Beyond that reality, however, are caveats to Sato's contribution. As a 180-page text, Kenji Mizoguchi and the Art of Japanese Cinema is a nice pocketbook of a read. In the main, Sato's writing reads easily, principally because of his anecdotal style. At the same time, the anecdotal style becomes an annoying habit if not reigned in. At times, Sato gets caught up in relating an anecdote concerning Mizoguchi, which then mutates into an anecdote concerning somebody else, in turn provoking another mutation-anecdote. Obviously, the man is extremely interested in Mizoguchi's work and is committed to providing as many details as possible -– even if they're on the outermost rim of the peripheral kind. OK, so I'm exaggerating a bit. (Sato certainly knows how to reign himself in better than LeFanu.) But as a result of the mountain of details in which he indulges, his critical voice disappears. The admiring, respectful voice of a fan remains, yes. Ironically though, the strongest and most convincing portions in the book are on the films he considers masterpieces: Life of Oharu (1952), Ugetsu Monogatari (1953), Sansho the Bailiff (1954) and Chikamatsu Monogatari (1954). Overwhelmingly convinced of their perfection, he actually engages with other critics, such as Tadao Uryu, to prove them wrong and as a result, develops an interesting critical voice. But it's intermittent.
The most disappointing aspect of the book is not regarding Sato's authorship, actually. It is the lack of editorial intervention to engage with Sato's 1982 writing in 2008. (Not to mention the practical aspect of correcting typos.) Editors Aruna Vasudev and Latika Padgaonkar contented themselves with presenting the translation (by Brij Tankha). Commendable, but they didn't even supply an introduction. Sato's original text didn't have footnotes or sources, which isn't necessarily his fault. Again, some kind of editorial engagement with Sato's writing –- such as locating his work within specific Mizoguchi scholarship or Japanese film history writing in general –- would've greatly enhanced the overall work. Clearly there was a nagging impetus to take a 1982 text and publish it in 2008. I would've liked to know more details about it, other than the by-now-insufficient reason that, as a Japanese, he provides an "insider's view."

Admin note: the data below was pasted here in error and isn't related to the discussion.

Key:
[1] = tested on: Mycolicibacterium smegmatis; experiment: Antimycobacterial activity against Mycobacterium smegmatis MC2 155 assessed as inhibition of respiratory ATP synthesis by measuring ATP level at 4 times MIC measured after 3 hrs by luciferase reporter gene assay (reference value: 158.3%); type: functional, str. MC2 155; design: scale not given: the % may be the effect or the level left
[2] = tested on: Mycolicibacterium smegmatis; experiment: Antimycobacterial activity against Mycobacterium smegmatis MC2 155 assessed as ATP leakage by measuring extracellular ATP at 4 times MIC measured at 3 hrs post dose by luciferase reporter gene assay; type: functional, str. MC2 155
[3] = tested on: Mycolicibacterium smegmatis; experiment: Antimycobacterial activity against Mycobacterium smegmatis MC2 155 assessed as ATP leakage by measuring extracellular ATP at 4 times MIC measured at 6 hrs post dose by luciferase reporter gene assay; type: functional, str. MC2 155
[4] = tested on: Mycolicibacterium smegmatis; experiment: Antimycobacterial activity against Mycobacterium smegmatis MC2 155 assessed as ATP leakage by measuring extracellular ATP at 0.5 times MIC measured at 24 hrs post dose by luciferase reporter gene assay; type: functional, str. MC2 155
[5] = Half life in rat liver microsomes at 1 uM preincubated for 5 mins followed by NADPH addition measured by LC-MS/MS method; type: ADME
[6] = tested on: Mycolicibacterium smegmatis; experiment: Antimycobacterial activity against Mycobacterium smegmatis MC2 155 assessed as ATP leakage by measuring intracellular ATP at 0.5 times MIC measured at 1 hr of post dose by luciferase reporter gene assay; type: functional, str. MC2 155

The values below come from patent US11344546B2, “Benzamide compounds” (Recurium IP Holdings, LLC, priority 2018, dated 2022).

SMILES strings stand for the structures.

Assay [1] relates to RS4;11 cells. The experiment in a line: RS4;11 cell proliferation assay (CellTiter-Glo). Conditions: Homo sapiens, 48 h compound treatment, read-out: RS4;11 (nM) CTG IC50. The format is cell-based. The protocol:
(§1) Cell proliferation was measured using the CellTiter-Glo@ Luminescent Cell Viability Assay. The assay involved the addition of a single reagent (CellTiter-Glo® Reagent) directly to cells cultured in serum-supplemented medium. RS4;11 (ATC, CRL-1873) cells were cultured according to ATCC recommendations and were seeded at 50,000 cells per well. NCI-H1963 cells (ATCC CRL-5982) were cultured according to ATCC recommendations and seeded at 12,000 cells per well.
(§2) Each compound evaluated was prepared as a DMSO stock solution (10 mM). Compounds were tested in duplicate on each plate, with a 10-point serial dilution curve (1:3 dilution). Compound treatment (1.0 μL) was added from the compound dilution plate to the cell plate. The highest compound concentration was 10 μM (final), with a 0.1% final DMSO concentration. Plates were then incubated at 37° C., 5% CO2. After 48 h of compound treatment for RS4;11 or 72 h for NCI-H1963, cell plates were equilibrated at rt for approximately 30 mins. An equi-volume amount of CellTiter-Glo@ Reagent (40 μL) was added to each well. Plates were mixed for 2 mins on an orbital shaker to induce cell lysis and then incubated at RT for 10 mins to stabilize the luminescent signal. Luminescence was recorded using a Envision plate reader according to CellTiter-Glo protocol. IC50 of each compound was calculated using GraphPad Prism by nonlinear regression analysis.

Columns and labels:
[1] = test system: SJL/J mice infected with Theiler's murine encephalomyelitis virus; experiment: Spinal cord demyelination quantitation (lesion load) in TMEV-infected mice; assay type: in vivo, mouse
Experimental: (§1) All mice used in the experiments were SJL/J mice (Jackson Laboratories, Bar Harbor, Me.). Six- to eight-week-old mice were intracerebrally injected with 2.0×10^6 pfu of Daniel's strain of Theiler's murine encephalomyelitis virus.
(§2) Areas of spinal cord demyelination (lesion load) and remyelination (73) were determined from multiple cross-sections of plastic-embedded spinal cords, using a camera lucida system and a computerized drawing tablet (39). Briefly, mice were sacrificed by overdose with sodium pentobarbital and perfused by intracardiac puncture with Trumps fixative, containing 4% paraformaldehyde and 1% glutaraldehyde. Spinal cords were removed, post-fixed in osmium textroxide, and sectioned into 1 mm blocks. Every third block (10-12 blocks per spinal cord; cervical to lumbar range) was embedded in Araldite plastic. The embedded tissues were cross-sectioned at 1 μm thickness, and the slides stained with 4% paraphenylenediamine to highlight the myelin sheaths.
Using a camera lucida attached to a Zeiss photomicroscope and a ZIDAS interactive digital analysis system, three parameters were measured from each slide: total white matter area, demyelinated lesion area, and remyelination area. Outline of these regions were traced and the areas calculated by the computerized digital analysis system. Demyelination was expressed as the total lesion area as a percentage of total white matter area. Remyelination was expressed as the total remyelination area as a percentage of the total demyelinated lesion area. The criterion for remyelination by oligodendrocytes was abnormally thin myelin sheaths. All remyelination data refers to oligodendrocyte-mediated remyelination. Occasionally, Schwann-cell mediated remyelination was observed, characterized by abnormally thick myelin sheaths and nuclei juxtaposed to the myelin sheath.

But that's the plug the back-sleeve description presents. It reads like a standard tell-all book: "Kenji Mizoguchi and the Art of Japanese Cinema tells the full story of this famously perfectionist, even tyrannical director." E! Hollywood Story anyone? Again, not Sato's fault. On the positive side, this description sounds like one of Mizoguchi's authoritative and insufferably antagonistic male characters.
At the very least, Kenji Mizoguchi and the Art of Japanese Cinema is a timely translation and publication, since the Eclipse label will soon release its four-disc box set titled Kenji Mizoguchi's Fallen Women. Just think of Sato's book, then, as the DVD booklet released separately.
Tadao Sato, Kenji Mizoguchi and the Art of Japanese Cinema, Berg Publishers, 2008
Date Posted: 10/3/2008